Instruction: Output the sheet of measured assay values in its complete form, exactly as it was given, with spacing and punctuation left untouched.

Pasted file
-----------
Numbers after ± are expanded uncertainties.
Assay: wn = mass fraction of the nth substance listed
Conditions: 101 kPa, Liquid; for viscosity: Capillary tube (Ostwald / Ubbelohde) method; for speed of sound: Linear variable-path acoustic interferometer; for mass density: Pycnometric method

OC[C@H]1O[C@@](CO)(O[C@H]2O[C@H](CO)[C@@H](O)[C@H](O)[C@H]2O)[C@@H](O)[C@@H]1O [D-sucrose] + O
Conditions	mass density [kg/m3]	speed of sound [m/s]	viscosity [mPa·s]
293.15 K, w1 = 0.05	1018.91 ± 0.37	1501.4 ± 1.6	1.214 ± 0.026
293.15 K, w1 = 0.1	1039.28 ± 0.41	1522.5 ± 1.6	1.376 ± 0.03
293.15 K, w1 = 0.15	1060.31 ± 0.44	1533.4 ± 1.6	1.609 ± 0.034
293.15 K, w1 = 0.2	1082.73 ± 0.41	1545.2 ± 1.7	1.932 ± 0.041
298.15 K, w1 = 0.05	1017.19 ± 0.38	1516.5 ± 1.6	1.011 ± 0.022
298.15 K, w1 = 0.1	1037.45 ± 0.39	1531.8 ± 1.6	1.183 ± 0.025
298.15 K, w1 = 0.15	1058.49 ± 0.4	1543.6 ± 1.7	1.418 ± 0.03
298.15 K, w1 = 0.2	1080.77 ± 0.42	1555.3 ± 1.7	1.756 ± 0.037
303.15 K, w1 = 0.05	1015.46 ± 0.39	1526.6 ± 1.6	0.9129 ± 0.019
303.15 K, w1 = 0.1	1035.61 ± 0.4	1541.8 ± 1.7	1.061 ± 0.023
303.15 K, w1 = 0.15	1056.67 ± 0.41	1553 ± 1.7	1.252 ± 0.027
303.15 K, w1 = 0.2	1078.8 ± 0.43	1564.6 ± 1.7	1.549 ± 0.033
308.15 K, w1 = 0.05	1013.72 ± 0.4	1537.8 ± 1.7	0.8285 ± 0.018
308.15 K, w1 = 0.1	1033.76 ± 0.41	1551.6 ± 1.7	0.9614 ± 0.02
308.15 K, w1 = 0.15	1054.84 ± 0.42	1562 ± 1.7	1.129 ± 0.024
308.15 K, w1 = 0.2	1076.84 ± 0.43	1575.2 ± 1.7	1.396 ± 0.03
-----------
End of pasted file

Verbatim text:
Numbers after ± are expanded uncertainties.
Assay: wn = mass fraction of the nth substance listed
Conditions: 101 kPa, Liquid; for viscosity: Capillary tube (Ostwald / Ubbelohde) method; for speed of sound: Linear variable-path acoustic interferometer; for mass density: Pycnometric method

OC[C@H]1O[C@@](CO)(O[C@H]2O[C@H](CO)[C@@H](O)[C@H](O)[C@H]2O)[C@@H](O)[C@@H]1O [D-sucrose] + O
Conditions	mass density [kg/m3]	speed of sound [m/s]	viscosity [mPa·s]
293.15 K, w1 = 0.05	1018.91 ± 0.37	1501.4 ± 1.6	1.214 ± 0.026
293.15 K, w1 = 0.1	1039.28 ± 0.41	1522.5 ± 1.6	1.376 ± 0.03
293.15 K, w1 = 0.15	1060.31 ± 0.44	1533.4 ± 1.6	1.609 ± 0.034
293.15 K, w1 = 0.2	1082.73 ± 0.41	1545.2 ± 1.7	1.932 ± 0.041
298.15 K, w1 = 0.05	1017.19 ± 0.38	1516.5 ± 1.6	1.011 ± 0.022
298.15 K, w1 = 0.1	1037.45 ± 0.39	1531.8 ± 1.6	1.183 ± 0.025
298.15 K, w1 = 0.15	1058.49 ± 0.4	1543.6 ± 1.7	1.418 ± 0.03
298.15 K, w1 = 0.2	1080.77 ± 0.42	1555.3 ± 1.7	1.756 ± 0.037
303.15 K, w1 = 0.05	1015.46 ± 0.39	1526.6 ± 1.6	0.9129 ± 0.019
303.15 K, w1 = 0.1	1035.61 ± 0.4	1541.8 ± 1.7	1.061 ± 0.023
303.15 K, w1 = 0.15	1056.67 ± 0.41	1553 ± 1.7	1.252 ± 0.027
303.15 K, w1 = 0.2	1078.8 ± 0.43	1564.6 ± 1.7	1.549 ± 0.033
308.15 K, w1 = 0.05	1013.72 ± 0.4	1537.8 ± 1.7	0.8285 ± 0.018
308.15 K, w1 = 0.1	1033.76 ± 0.41	1551.6 ± 1.7	0.9614 ± 0.02
308.15 K, w1 = 0.15	1054.84 ± 0.42	1562 ± 1.7	1.129 ± 0.024
308.15 K, w1 = 0.2	1076.84 ± 0.43	1575.2 ± 1.7	1.396 ± 0.03